• XmlAdapter: An adapter class for XmlHelper
  • JatoException: Thrown by a Jato interpreter to indicate an error
  • TagHandler: The interface for implementing custom Jato tag handlers

When specifying a transformation, regardless of the direction, the developer provides:

  • Jato script: XML that expresses how to process XML and Java and generate desired output.
  • Helper class: Provides and publishes important transformation objects and values. The class serves as an adapter class that interfaces the application with Jato.

Figure 1 illustrates the relationship between the ObjectGenerator, ObjectHelper, Jato script, and source XML when performing an XML-to-Java transformation.

Figure 1. XML-to-Java transformation relationships

The ObjectGenerator acts as the Jato interpreter and controls the transformation process. It uses the Jato script to establish a plan for transforming the XML document. The ObjectHelper class receives generated objects marked for publishing in the Jato script through its publish() method.

Figure 2 illustrates the relationship between the XmlGenerator, XmlHelper, Jato descriptor, and Java objects when performing a Java-to-XML transformation.

Figure 2. Java-to-XML transformation relationships

The XmlGenerator acts as the Jato interpreter and controls the transformation process. It uses the Jato script to establish a plan for transforming the Java application objects. The XmlHelper acts as the interface point for the current application. The XmlGenerator requests objects from the XmlHelper and generates an XML document that reflects the state of the application.

Java-to-XML example

The quickest way to understand Jato is to examine sample Java-to-XML and XML-to-Java transformations. The first example translates the system properties obtained using the System class's getProperties() and getProperty() methods into XML. If you have never examined the system properties, Listing 1 serves as an example program that iterates over the properties and prints them to the console:

Listing 1: A program that prints the system properties

import java.util.Properties;
import java.util.Enumeration;
class PrintProps {
   public static void main(String args[]) {
      Properties props = System.getProperties();
      Enumeration e = props.keys();
      String key, prop;
      System.out.println("System properties:");
      while(e.hasMoreElements()) {
         key = (String)e.nextElement();
         System.out.print("\t" + key + "=");
         prop = System.getProperty(key);
         System.out.println(prop);
      }
   }
}

A little verbose, but the reason for that will become apparent when we compare it line-by-line with a Jato script that accomplishes an equivalent task. The application outputs:

System properties:
        java.specification.name=Java Platform API Specification
        awt.toolkit=sun.awt.windows.WToolkit
        java.version=1.2
        java.awt.graphicsenv=sun.awt.Win32GraphicsEnvironment
        user.timezone=America/Los_Angeles
        java.specification.version=1.2
        java.vm.vendor=Sun Microsystems Inc.
        java.vm.specification.version=1.0
        . . . .

In Listing 2, we see a Jato program that outputs an XML version of the system properties:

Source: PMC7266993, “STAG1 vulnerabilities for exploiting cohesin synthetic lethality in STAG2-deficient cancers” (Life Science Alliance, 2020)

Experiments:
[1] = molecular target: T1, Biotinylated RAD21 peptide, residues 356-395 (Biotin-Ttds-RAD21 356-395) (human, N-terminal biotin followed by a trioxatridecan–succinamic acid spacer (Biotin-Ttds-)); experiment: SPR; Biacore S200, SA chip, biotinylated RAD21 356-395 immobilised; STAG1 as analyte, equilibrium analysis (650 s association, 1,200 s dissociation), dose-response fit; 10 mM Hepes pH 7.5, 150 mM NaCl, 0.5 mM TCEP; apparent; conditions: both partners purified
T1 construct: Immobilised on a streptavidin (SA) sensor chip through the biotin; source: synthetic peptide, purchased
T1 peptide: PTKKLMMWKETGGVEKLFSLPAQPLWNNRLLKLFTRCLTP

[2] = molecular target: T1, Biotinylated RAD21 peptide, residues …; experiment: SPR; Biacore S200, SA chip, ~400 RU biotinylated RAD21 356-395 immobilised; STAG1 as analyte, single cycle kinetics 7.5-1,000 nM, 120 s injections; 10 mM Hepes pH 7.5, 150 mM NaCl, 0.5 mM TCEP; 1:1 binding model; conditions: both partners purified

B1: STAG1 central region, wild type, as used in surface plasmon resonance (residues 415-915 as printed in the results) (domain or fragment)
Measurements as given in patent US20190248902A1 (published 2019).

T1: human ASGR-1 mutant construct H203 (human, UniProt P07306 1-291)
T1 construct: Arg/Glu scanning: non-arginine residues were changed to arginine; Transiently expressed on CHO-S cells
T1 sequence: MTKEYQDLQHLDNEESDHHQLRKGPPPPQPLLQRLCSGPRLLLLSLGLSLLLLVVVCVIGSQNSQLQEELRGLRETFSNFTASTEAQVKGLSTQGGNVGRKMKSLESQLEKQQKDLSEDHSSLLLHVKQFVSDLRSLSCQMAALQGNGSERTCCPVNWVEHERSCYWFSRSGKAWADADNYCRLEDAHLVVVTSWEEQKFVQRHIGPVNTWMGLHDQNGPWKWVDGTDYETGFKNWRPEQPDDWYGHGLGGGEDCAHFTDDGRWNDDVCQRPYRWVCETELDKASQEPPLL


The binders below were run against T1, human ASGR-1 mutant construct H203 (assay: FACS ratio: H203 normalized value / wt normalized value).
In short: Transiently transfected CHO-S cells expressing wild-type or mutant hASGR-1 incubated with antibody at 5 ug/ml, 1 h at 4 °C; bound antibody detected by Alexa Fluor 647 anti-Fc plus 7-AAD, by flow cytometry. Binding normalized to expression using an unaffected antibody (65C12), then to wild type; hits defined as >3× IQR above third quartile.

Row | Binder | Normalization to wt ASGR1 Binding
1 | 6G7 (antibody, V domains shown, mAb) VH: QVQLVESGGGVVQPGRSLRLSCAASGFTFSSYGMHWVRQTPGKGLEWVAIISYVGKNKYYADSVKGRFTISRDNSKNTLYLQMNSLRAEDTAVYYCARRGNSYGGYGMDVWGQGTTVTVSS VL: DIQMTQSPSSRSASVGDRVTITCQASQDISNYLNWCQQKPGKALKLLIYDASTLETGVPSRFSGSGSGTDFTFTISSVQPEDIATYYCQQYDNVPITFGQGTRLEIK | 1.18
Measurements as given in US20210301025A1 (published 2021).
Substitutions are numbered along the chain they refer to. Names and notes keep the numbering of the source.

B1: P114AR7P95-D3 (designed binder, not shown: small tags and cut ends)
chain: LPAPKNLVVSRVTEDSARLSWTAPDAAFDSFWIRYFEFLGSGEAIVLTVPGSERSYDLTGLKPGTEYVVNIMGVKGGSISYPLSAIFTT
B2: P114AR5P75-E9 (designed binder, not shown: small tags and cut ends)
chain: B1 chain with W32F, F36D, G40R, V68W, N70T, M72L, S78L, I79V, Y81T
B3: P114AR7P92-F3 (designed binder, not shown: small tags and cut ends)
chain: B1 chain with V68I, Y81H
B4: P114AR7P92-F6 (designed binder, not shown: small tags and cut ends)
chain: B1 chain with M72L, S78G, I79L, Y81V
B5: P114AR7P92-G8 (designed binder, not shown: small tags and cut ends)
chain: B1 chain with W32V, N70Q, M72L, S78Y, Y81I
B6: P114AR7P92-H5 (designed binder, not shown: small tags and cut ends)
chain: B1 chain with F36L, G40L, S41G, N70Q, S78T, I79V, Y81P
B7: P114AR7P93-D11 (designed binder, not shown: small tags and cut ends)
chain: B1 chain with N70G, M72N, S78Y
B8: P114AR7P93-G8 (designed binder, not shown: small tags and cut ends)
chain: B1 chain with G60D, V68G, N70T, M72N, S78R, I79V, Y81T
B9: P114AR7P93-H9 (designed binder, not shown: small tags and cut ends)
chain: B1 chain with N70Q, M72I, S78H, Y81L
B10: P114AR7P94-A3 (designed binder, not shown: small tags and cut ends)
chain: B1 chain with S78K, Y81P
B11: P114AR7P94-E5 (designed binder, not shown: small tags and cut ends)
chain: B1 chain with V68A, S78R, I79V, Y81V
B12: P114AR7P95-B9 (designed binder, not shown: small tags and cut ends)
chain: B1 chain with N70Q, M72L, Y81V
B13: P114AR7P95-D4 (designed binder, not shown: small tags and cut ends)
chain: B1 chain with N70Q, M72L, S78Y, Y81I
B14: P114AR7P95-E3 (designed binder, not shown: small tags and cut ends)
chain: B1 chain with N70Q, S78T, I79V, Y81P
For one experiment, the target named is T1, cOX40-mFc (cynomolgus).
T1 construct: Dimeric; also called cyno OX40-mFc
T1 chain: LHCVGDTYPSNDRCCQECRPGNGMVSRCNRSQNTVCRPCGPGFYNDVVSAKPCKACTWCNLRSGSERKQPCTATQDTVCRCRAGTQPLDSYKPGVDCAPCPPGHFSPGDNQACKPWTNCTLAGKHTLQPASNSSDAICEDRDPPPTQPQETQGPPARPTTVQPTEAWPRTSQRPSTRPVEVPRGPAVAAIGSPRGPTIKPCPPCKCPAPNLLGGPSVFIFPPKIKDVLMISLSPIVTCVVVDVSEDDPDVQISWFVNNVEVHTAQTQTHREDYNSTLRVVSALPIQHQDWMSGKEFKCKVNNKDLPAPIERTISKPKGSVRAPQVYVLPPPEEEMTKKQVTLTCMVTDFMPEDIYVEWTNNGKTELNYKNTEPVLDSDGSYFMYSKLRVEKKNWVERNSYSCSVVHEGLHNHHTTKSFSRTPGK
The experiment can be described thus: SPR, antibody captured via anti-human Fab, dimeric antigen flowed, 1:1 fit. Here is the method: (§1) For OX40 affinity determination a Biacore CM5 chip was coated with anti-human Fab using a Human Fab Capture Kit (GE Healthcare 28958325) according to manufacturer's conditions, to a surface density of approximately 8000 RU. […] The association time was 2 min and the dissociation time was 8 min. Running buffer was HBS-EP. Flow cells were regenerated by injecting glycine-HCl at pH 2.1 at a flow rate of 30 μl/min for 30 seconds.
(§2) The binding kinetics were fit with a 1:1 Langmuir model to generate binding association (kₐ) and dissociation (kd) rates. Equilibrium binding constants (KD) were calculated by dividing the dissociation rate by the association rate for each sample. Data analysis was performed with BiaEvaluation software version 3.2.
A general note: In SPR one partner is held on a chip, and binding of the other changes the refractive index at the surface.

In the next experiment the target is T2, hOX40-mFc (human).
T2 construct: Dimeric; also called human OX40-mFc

Listing 2: A program that performs a Java-to-XML translation

1.  import java.util.Properties;
2.  import org.jdom.JDOMException;
3.  import org.jato.XmlHelperAdapter ;
4.
5.  public class SimpleJavaToXML extends XmlHelperAdapter  {
6.     SimpleJavaToXML() throws JDOMException {
7.        super(sJatoXML);
8.     }
9.
10.    public Object getObject(String key) {
11.       Properties props = System.getProperties();
12.       return props.keys();
13.    }
14.
15.    static String sJatoXML =
16.    "<?xml version='1.0' encoding='UTF-8'?>\n" +
17.    "<Jato:defs xmlns:Jato='http://www.kruel.com/jato'>\n" +
18.    "  <Jato:translate key='prop-names'>\n" +
19.    "    <property>\n" +
20.    "      <Jato:attribute name='name' key='this'/>\n" +
21.    "      <Jato:attribute name='value' invoke='getProperty'" +
22.    "                      class='System'>\n" +
23.    "         <Jato:param type='this'/>\n" +
24.    "      </Jato:attribute>\n" +
25.    "    </property>\n" +
26.    "  </Jato:translate>\n" +
27.    "</Jato:defs>";
28. }

The org.jato.JavaToXml class runs scripts from the command line or allows them to be easily embedded in your applications. To run this script and save it to a file called simple.xml, type this at the command line:

> java org.jato.JavaToXml -x SimpleJavaToXml -s simple.xml -r system-properties

-x specifies the helper class, -s specifies the name of the generated XML document, and -r specifies the name of the root element. By default, the JavaToXml class will use the org.jato.XmlHelperAdapter class as the default helper class and root as the name of the document root element, and will print the generated document to the standard output stream.

The above program outputs:

<?xml version="1.0" encoding="UTF-8"?>
<system-properties>
   <property name="java.specification.name"
               value="Java Platform API Specification" />
   <property name="awt.toolkit" value="sun.awt.windows.WToolkit" />
   <property name="java.version" value="1.2" />
   <property name="java.awt.graphicsenv"
               value="sun.awt.Win32GraphicsEnvironment" />
   <property name="user.timezone" value="America/Los_Angeles" />
   <property name="java.specification.version" value="1.2" />